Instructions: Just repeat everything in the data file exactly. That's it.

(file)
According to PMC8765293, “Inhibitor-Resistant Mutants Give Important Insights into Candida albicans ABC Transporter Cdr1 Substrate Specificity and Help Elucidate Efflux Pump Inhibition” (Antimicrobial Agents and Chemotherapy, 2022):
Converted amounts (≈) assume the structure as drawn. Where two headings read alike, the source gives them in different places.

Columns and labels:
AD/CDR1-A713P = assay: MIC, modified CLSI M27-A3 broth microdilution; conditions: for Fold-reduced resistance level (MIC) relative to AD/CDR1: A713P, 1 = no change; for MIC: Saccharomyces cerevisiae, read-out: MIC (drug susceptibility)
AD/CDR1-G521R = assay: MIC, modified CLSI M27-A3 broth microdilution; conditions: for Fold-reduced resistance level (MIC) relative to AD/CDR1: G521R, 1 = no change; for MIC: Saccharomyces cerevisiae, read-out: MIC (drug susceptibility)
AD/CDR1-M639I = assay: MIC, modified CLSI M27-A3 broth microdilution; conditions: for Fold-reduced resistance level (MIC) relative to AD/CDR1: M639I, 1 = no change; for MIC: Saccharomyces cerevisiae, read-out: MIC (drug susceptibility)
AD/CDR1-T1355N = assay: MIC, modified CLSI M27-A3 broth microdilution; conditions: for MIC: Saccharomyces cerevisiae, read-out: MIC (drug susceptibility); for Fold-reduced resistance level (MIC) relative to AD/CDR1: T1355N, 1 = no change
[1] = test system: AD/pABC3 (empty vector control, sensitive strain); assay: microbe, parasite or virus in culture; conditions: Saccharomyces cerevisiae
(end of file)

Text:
According to PMC8765293, “Inhibitor-Resistant Mutants Give Important Insights into Candida albicans ABC Transporter Cdr1 Substrate Specificity and Help Elucidate Efflux Pump Inhibition” (Antimicrobial Agents and Chemotherapy, 2022):
Converted amounts (≈) assume the structure as drawn. Where two headings read alike, the source gives them in different places.

Columns and labels:
AD/CDR1-A713P = assay: MIC, modified CLSI M27-A3 broth microdilution; conditions: for Fold-reduced resistance level (MIC) relative to AD/CDR1: A713P, 1 = no change; for MIC: Saccharomyces cerevisiae, read-out: MIC (drug susceptibility)
AD/CDR1-G521R = assay: MIC, modified CLSI M27-A3 broth microdilution; conditions: for Fold-reduced resistance level (MIC) relative to AD/CDR1: G521R, 1 = no change; for MIC: Saccharomyces cerevisiae, read-out: MIC (drug susceptibility)
AD/CDR1-M639I = assay: MIC, modified CLSI M27-A3 broth microdilution; conditions: for Fold-reduced resistance level (MIC) relative to AD/CDR1: M639I, 1 = no change; for MIC: Saccharomyces cerevisiae, read-out: MIC (drug susceptibility)
AD/CDR1-T1355N = assay: MIC, modified CLSI M27-A3 broth microdilution; conditions: for MIC: Saccharomyces cerevisiae, read-out: MIC (drug susceptibility); for Fold-reduced resistance level (MIC) relative to AD/CDR1: T1355N, 1 = no change
[1] = test system: AD/pABC3 (empty vector control, sensitive strain); assay: microbe, parasite or virus in culture; conditions: Saccharomyces cerevisiae